[teqc] helpful tip of week 1897

Lou Estey lou at unavco.org
Thu May 19 07:35:12 MDT 2016


This week's tip: making (more) sense of '-' vs. '+' teqc options

If you have ever wondered why some teqc options start with '-' and some with '+',
then you are not the first.  Last week's tip mentioned that teqc's design was rooted
on UNIX command line usage and the same is roughly true of teqc's option design.

Some early UNIX command options had no '-' or '+' prefix on their options. The
command `tar` (originally, "tape archive") is a good example.  Even today, you
might perform one of several basic `tar` operations, like create a tar file, i.e.
usage from `man tar`: tar c[BDeEFhilnopPqTvw@[0-7]][bfk][X...] ...
Notice that the options are all one letter.

Other early UNIX commands used a '-' to designate one or more options, like `ls`
("list"):  ls [-aAbcCdeEfFghHilLmnopqrRstuvVx1@] ...
again with one letter for each option.

And with one letter options, it's hard to develop a mnemonic to map each option's
letter to its function.

Some more recent UNIX/Linux commands use one-letter and multi-letter equivalents,
like `rsync`, with '-h' = '--help', and '-v' = '--verbose', and '-q' = '--quiet'.

When the code that was to become teqc was being written, it was becoming clear
fairly early on that:

   - trying to use just one letter for options was going to be insufficient

   - many options were going to require both an 'off' and an 'on' state and, even
     though there would be a default setting, it needed to be clear which the user
     was doing

   - other options were going to refer to an 'input', with a different functionality
     for the option for 'output'

At the start, there were a few one-letter options for teqc.  (The few that remain
today are from the early code development.)

It was decided to use a '-' and '+' to turn toggle options "off" or "on". Hence,
'-qc' means you are not doing qc (the default) and '+qc' means that you are.
(One major exception: '-help' = '+help'.)

Also, '-' was used to mean an "input" and '+' for an "output"; thus '-nav' to
specify a list of specific RINEX navigation files to input for doing a qc and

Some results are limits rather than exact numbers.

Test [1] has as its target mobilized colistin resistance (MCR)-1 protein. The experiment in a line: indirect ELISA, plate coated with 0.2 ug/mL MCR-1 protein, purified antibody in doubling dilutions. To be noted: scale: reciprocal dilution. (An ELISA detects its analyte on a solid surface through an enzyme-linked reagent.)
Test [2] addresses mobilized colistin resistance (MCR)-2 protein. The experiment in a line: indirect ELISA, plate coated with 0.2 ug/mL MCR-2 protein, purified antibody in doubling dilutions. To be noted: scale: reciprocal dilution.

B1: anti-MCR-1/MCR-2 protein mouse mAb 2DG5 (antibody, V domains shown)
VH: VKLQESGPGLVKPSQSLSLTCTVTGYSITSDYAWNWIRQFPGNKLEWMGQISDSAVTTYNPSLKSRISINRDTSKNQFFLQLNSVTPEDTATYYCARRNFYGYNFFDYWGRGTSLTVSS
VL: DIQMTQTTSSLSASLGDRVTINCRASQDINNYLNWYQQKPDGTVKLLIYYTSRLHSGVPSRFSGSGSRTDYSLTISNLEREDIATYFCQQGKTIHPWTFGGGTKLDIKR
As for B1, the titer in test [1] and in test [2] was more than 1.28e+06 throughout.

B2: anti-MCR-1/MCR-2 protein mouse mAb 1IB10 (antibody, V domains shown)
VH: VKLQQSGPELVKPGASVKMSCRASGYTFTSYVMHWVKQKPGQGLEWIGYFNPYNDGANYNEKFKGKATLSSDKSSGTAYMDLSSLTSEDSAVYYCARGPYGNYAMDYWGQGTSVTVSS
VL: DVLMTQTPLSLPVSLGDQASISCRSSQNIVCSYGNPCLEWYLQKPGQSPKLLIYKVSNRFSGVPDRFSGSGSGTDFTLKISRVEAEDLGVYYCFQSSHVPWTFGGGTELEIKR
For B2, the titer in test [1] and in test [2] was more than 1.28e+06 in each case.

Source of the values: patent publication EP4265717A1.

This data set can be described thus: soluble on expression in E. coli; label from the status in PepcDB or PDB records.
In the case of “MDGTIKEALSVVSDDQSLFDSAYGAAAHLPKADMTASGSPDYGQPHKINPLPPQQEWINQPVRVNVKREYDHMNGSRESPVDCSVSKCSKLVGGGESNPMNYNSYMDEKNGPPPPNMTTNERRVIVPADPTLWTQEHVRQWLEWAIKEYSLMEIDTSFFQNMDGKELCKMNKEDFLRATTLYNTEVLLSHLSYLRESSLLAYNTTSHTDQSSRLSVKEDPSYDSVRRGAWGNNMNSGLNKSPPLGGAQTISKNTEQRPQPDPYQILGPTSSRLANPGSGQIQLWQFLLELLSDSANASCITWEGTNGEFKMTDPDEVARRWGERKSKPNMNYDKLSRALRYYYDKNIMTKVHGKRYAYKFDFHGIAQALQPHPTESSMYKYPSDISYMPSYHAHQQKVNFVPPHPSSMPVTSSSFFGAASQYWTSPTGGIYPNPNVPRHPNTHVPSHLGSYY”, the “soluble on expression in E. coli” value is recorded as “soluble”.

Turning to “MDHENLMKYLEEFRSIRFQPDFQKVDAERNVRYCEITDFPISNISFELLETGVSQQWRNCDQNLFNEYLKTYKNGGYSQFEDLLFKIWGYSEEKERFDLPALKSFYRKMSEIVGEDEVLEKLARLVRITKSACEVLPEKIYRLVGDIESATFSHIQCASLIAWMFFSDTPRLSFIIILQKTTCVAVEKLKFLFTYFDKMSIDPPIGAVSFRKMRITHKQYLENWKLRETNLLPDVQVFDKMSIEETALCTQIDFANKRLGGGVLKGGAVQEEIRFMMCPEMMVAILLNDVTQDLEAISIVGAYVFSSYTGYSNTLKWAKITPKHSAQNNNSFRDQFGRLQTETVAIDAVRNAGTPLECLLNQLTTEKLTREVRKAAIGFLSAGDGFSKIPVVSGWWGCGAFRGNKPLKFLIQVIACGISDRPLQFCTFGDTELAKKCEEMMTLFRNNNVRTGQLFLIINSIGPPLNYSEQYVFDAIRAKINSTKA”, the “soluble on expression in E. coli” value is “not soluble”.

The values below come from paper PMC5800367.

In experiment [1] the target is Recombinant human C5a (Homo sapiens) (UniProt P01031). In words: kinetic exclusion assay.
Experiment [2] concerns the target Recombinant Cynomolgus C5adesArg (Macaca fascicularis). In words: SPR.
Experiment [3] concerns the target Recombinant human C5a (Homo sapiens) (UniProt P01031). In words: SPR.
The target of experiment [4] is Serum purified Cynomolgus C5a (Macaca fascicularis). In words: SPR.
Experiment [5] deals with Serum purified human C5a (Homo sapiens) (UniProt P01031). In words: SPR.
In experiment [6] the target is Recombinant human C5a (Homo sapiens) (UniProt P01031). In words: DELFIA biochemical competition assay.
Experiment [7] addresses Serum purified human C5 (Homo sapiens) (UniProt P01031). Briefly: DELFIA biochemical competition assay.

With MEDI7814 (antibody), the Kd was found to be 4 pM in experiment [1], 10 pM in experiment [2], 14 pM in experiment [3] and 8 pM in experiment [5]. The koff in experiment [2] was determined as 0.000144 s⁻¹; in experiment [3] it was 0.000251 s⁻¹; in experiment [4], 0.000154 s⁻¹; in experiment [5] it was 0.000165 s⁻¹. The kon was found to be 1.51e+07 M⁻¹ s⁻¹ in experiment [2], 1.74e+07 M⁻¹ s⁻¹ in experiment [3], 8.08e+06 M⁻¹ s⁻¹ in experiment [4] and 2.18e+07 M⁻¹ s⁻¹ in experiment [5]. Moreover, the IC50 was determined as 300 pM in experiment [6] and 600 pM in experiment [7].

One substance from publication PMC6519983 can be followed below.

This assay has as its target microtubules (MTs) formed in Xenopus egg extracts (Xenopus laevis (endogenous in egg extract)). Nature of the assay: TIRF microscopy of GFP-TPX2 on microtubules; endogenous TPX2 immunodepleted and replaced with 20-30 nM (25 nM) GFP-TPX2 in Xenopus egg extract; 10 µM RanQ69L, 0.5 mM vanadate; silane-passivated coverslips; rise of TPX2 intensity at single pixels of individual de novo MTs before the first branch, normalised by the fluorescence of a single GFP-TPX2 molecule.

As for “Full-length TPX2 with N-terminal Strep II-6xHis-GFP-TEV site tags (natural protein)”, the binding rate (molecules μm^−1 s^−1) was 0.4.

'+nav' to specify a list of RINEX navigation files to output during translation;
'-binex' means the input should be interpreted as BINEX and '+binex ...' means
to output BINEX (after reading the input data).

If there is no on/off or input/output, then either '-' or '+' should work.  For
example, using '-jav jps' is equivalent to '+jav jps', that is, interpret the input
as Javad JPS format.  Again, the major exception is '-help' = '+help', because if
you are trying to get help, you don't want to be worrying about the option's sign!

There are a few teqc options with '++'.  E.g. `teqc ++igs` means "output the
current list of IGS equipment names and exit" and `teqc ++sym` means "output
the list of qc symbols and exit".  There is also a growing list of special
output options using '-', '+', and '++', e.g.:

teqc +help | grep event
         +event[s] .          output any event info to stdout
         +event[s] ..         output any event info to stderr
         +event[s] name       output any event info to file 'name'
         ++event[s] name      append any event info to file 'name'
         -event[s]            don't output event info (default)

where '-' means don't output anything (i.e. the "off" state), '+' means
to output and '++' means to append (to an existing file).

I hope this gives you a better idea of why certain option signs were used with
teqc as you make your way through the menagerie of its options.

cheers,
--lou

~~~~~~~~~~~~~~~~~~~~~~~~~~~~~~~~~~~~~~~~~~~~~~~~~~~~~~~~~~~~~~~
Louis H. Estey, Ph.D.              office:  [+001] 303-381-7456
UNAVCO, 6350 Nautilus Drive           FAX:  [+001] 303-381-7451
Boulder, CO  80301-5554            e-mail:  lou  unavco.org
      WWW:  http://www.unavco.org   http://jules.unavco.org

"If the universe is the answer, what is the question?"
                                                -- Leon Lederman
~~~~~~~~~~~~~~~~~~~~~~~~~~~~~~~~~~~~~~~~~~~~~~~~~~~~~~~~~~~~~~~

Past helpful tips:

week 1894: using teqc config files - http://postal.unavco.org/pipermail/teqc/2016/002067.html
week 1895: qc of high-rate data - http://postal.unavco.org/pipermail/teqc/2016/002071.html
week 1896: UNIX/Linux shells for Windows - http://postal.unavco.org/pipermail/teqc/2016/002072.html




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